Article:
City names Vision oversight committees


This news is from early last week, but in the interest of completeness, here it is. The Mayor has named two oversight committees, with more to come. The first committee is for oversight of all Vision 2025 projects that will be built and managed by the City of Tulsa. The second committee is specifically to oversee the design and construction of the new arena. You can follow the link, but here's the list for your convenience:

Vision 2025 Oversight Committee
Charles Hardt, Tulsa Public Works director

Steve Sewell, Tulsa deputy mayor

Mike Buchert, Tulsa Public Works assistant director

David Patrick, Tulsa City Council chairman

Mike Kier, Finance director

Willie George, pastor of Church on the Move

Karen Keith, Tulsa Mayor's Office

Charles Norman, Norman, Wohlgemuth, Chandler & Dowdell law firm

Rex Ball, retired Tulsa architect

Larry Silvey, retired, OU Tulsa

Bob Smith, Poe & Associates.

Events Center Design Committee

Karen Keith, Mayor's Office

Joan Seay, TulsaNow

Wayman Tisdale, Tisway Productions

Suzann Stewart, Tulsa Metro Chamber Convention and Visitor's Bureau

John Scott, Performing Arts Center & Maxwell Convention Center

Linda Frazier, Tulsa Arts Commission

Tulsa City Councilor Tom Baker.

Some positive elements: I'm very glad to see two TulsaNow leaders on each committee. Larry Silvey, Rex Ball, Linda Frazier, and Joan Seay will add some fresh thinking and will challenge conventional wisdom. (Last year, Joan led a group which researched best downtown revitalization practices in other cities. Linda Frazier was also a part of that group. You can read their report here.)

I have heard that another TulsaNow leader, Jamie Jamieson, was to have been named to a couple of oversight committees (including one to oversee spending of the downtowns and neighborhoods project, a proposal which he helped design), but he was dropped for not being an enthusiastic and public supporter of the Vision 2025 sales tax. Whoever decided to remove him from the committees is guilty of spite (another example of the sore winner phenomenon) and has deprived the city of the involvement of one of our city's most creative thinkers about inner-city revitalization. I'm sure Jamie will find a way to get his two cents in, anyway -- I hope the committee members will listen.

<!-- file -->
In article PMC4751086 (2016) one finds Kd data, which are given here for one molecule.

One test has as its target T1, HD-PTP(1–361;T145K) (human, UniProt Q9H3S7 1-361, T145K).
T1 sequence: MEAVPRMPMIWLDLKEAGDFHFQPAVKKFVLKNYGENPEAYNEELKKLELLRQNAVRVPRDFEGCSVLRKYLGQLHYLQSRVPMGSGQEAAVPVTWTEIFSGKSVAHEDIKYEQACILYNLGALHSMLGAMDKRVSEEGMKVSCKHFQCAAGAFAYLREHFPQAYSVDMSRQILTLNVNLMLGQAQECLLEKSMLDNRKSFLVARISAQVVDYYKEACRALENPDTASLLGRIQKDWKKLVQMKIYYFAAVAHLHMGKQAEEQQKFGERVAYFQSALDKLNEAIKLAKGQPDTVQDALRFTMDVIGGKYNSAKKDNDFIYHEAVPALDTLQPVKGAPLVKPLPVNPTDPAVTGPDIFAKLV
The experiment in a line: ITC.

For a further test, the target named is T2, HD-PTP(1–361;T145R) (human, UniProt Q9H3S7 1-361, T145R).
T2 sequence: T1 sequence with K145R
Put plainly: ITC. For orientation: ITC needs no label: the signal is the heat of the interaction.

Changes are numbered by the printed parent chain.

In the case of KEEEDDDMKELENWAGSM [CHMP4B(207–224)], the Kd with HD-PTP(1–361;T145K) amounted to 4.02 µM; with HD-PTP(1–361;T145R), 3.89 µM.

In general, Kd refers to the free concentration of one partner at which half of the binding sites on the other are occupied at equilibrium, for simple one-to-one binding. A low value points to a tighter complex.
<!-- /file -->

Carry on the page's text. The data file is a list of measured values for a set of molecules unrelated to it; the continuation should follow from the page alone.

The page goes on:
At the other end of the creative thinking spectrum are the two councilors named to the committees: David Patrick and Tom Baker. Since Baker has said that it's not his place to question the judgment of the professionals, one wonders what the point is of giving him a seat at the table. Just give him a rubber stamp; that should keep him amused. Republicans are wondering why the Mayor would overlook members of his own party and name two Democrat councilors to these committees. Cynics would respond that the two councilors are members of the Mayor's party -- the Chamber, Developers, and Establishment party that the Mayor's chief policy adviser, Clay Bird, said he wishes he could join.

Chris Medlock would have been a better choice, as he's capable and willing to spend the time to understand complex issues and come to an informed, independent decision. This is probably why he was not named to these committees, and why he was dropped from the Route 66 committee, despite his leadership in formulating that proposal and selling it to the Dialog/Vision leadership team. Medlock's crime -- he supported the whole vision plan except for the Boeing tax. Naughty boy!

The list of city employees is not surprising, as their departments will have to implement whatever plans are developed.

Charles Norman is an interesting choice. Norman, the city's leading zoning attorney, who wrote the zoning code when he was City Attorney, was Mayor LaFortune's boss for several years. LaFortune quit as DA to become a developer's attorney in Norman's law firm, remaining there until he entered the mayoral race.

Willie George was a key ally in LaFortune's primary victory over Terry Simonson and remains a loyal supporter.

I guess that Wayman Tisdale is there to represent the concerns of the sports community in the construction of the arena, which is fine, but shouldn't someone connected with the Talons and the Oilers be on the committee? They will get the most use out of the facility; they ought to be consulted.

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This page contains a single entry by Michael Bates published on November 24, 2003 12:06 AM.

Boeing: Will 7E7 leading edge work invoke tax? was the previous entry in this blog.

A reading comprehension test for the City Council is the next entry in this blog.

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